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Is a urine test for prostate cancer on the horizon?

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A group of researchers based at the Sydney Kimmel Cancer Center, Johns Hopkins University School of Medicine (MD, USA) have completed a proof-of-principle study, with results indicating potential for a urine test for prostate cancer. The study successfully identified cancer-specific changes in urinary RNAs and metabolites. If the findings are validated in larger study cohorts, it is hoped the research could lead to the development of a urine test for prostate cancer.

In 2016, more than 180,000 US men were diagnosed with prostate cancer, which is one of the second most frequently diagnosed cancer deaths among men worldwide. There remains an unmet clinical demand for a highly sensitive and specific early test for prostate cancer. One of the current diagnostic methods – the analysis of serum prostate specific antigen levels – is limited by its sensitivity and specificity. An alternative molecular diagnostic test for particular cases of prostate cancer is based on screening prostate cancer antigen 3. This test is, however, limited by significant individual variability.

In this research, scientists aimed to identify sensitive and specific diagnostic biomarkers for prostate cancer in urine samples. A urine test for prostate cancer would present the opportunity to perform non-invasive liquid biopsies. During the proof-of-principle study, published in Scientific Reports, researchers identified a range of differentially expressed RNAs in urine samples by deep sequencing. The team also used mass spectrometry to identify metabolites present in urine samples.

Senior study author, Ranjan Perera (Johns Hopkins All Children’s Hospital and Johns Hopkins University School of Medicine, MD, USA) explained: “A simple and noninvasive urine test for prostate cancer would be a significant step forward in diagnosis. Tissue biopsies are invasive and notoriously difficult because they often miss cancer cells, and existing tests, such as prostate-specific antigen elevation, are not very helpful in identifying cancer.”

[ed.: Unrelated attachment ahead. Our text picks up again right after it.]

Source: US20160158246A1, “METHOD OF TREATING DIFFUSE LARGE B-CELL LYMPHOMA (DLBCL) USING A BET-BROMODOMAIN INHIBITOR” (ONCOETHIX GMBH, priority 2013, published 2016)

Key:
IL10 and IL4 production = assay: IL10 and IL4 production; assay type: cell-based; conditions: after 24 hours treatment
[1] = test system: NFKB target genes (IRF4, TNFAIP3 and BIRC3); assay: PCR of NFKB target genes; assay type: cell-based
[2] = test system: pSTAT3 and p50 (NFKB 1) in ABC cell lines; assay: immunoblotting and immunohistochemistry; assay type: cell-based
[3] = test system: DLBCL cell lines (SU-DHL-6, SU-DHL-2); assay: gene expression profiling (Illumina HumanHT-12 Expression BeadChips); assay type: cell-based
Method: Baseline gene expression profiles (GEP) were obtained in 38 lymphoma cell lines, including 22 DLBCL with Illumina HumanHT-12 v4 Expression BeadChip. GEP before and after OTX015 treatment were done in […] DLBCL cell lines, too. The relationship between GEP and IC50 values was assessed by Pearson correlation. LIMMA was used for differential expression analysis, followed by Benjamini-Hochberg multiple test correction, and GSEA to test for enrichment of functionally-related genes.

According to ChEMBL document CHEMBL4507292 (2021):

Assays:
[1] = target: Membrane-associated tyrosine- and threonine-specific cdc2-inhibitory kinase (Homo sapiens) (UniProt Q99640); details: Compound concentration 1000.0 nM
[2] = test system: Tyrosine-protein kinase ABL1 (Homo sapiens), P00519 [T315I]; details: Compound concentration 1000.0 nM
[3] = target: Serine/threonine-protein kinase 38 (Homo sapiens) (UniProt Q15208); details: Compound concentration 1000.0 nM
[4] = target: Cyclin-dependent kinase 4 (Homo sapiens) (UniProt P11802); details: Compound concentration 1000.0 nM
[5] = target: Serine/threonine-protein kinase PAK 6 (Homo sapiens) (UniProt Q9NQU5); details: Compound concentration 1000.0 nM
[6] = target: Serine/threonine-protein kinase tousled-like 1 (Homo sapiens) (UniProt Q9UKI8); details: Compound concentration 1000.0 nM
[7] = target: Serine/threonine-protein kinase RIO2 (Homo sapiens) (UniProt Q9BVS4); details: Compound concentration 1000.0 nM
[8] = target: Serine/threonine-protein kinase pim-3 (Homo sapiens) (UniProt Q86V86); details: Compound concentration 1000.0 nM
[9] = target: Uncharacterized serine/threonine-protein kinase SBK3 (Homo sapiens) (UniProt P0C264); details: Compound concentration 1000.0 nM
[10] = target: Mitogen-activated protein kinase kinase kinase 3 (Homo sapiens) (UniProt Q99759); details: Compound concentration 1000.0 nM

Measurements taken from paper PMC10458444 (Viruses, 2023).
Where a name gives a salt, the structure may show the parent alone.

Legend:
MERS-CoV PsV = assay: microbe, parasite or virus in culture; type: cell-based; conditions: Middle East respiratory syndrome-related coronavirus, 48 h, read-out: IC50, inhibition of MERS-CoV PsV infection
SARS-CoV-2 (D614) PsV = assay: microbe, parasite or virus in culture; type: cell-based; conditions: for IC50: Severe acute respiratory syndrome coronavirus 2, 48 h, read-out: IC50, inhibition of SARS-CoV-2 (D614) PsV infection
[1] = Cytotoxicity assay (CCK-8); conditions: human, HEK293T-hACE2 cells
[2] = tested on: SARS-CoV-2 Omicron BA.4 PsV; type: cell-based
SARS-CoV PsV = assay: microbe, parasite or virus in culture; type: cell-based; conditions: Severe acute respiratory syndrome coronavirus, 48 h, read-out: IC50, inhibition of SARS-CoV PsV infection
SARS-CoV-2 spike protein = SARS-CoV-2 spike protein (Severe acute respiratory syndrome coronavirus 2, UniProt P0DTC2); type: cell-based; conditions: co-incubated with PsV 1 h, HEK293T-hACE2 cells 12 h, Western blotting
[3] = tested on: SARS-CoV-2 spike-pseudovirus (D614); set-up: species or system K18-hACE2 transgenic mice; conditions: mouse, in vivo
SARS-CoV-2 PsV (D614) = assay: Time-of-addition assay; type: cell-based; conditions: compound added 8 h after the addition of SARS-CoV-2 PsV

Through the analysis of urine samples from 64 patients with prostate cancer, 31 with benign prostatic hyperplasia and prostatitis diseases and 31 healthy controls, scientists identified distinct mRNA and metabolite profiles in patients with benign and malignant disease.

These newly discovered cancer-specific changes in urinary RNAs and metabolites could lead to the development of a urine test for prostate cancer. Future research aims to validate the findings of this study in larger cohorts. Bongyong Lee, first author (John Hopkins All Children’s Cancer and Blood Disorders institute, MD, USA) added: “We discovered cancer-specific changes in urinary RNAs and metabolites that – if confirmed in a larger, separate group of patients – will allow us to develop a urinary test for prostate cancer in the future.”

Sources: Lee B, Mahmud I, Perera RJ et al. Integrated RNA and metabolite profiling of urine liquid biopsies for prostate cancer biomarker discovery. Sci. Rep. doi:10.1038/s41598-020-60616-z (2020)(Epub ahead of print); www.hopkinsmedicine.org/news/newsroom/news-releases/researchers-announce-progress-in-developing-an-accurate-noninvasive-urine-test-for-prostate-cancer

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